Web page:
While we are happy to perform a great service by taking care of dental emergencies, we would rather not have to take patients on an emergency basis. We would rather see you schedule regular visits to the dentist and not have to go through all of that pain.
Statistics show that the sooner a child develops an ingrained habit of good oral hygiene, the less likely that child is to develop dental problems later in life. While primary teeth do fall out, they act as important “placeholders” for when adult teeth erupt later in life. It is crucial to keep your teeth and gums healthy from childhood through adulthood by taking care of your mouth and making regular visits to the dentist.
In March of this year, officials from the British Dental Health Foundation published an article about how parents do not supervise their children’s brushing efforts for long enough into their childhoods. This article was picked up by Australia’s Bite Magazine and other outlets across the world because everyone at the top level of our profession knows too many children aren’t brushing well enough or often enough.
According to a British Dental Health Foundation poll, one-third of British adults stopped supervising their children’s toothbrushing before they turned seven years old. According to the article, this puts roughly 4 million British children under 14 at risk of developing serious adult tooth and gum problems.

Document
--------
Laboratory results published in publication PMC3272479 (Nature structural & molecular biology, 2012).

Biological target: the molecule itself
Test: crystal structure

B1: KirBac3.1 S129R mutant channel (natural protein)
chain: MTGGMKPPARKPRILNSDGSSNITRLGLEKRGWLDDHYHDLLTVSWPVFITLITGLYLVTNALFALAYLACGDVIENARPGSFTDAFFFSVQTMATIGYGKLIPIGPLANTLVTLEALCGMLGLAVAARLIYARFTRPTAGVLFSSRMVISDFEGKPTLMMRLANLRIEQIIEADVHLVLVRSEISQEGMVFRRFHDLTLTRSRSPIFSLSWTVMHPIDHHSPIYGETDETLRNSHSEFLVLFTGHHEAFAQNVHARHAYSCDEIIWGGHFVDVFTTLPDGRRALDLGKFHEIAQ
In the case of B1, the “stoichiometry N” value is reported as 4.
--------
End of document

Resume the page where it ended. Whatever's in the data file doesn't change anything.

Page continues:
According to the National Health Service (NHS) in England, adults should supervise their children’s toothbrushing until they turn seven years old. They fully believe it takes that long for kids to develop a lifelong habit of brushing the right way and for long enough.
The UK is experiencing a dental health crisis and the NHS believes what they call a “lack of effective supervision” for children when brushing is one of the main causes.
The CEO of the British Dental Health Foundation, Dr Nigel Carter OBE, feels that inadequate brushing is a “fundamental issue” in what he sees as a reduction of the standards of children’s dental health. Dr Carter is concerned because more than 33,000 British children were admitted to hospitals for tooth extractions in the last twelve months.
Dr Carter acknowledges the major effect that sugar has had upon dental health but he feels inadequate supervision is a bigger problem. Dr Carter feels that a child should have to brush thoroughly with fluoride toothpaste twice a day for a minimum of two minutes. They should start as soon as they have even one tooth.
The first teeth begin to appear at six months of age. By the time a child is two years old, he or she should have around twenty teeth. Not only is Dr Carter of the opinion that children should be supervised until age seven, he also thinks they should be monitored from time to time to ensure that they are still brushing correctly and for the right amount of time.
We believe Dr Carter is right on one level but we also believe effective and regular brushing is just one part of the equation for developing and maintaining great dental health. We agree with his recommendations but we also think eliminating sugary drinks and sugary snacks from the diet and making regular trips to the dentist are equally important.
If you teach your children to take care of their teeth now, they can last a lifetime. But telling them a few times isn’t going to do any good. Children have a difficult time when told there will be future ramifications because they haven’t lived long and the future isn’t real to them. Besides, if they haven’t experienced a dental emergency or problem, they don’t know how to relate when you warn them of it.
Any surgical or invasive procedure carries risks. Before proceeding, we encourage you to discuss these matters with an appropriately qualified health practitioner.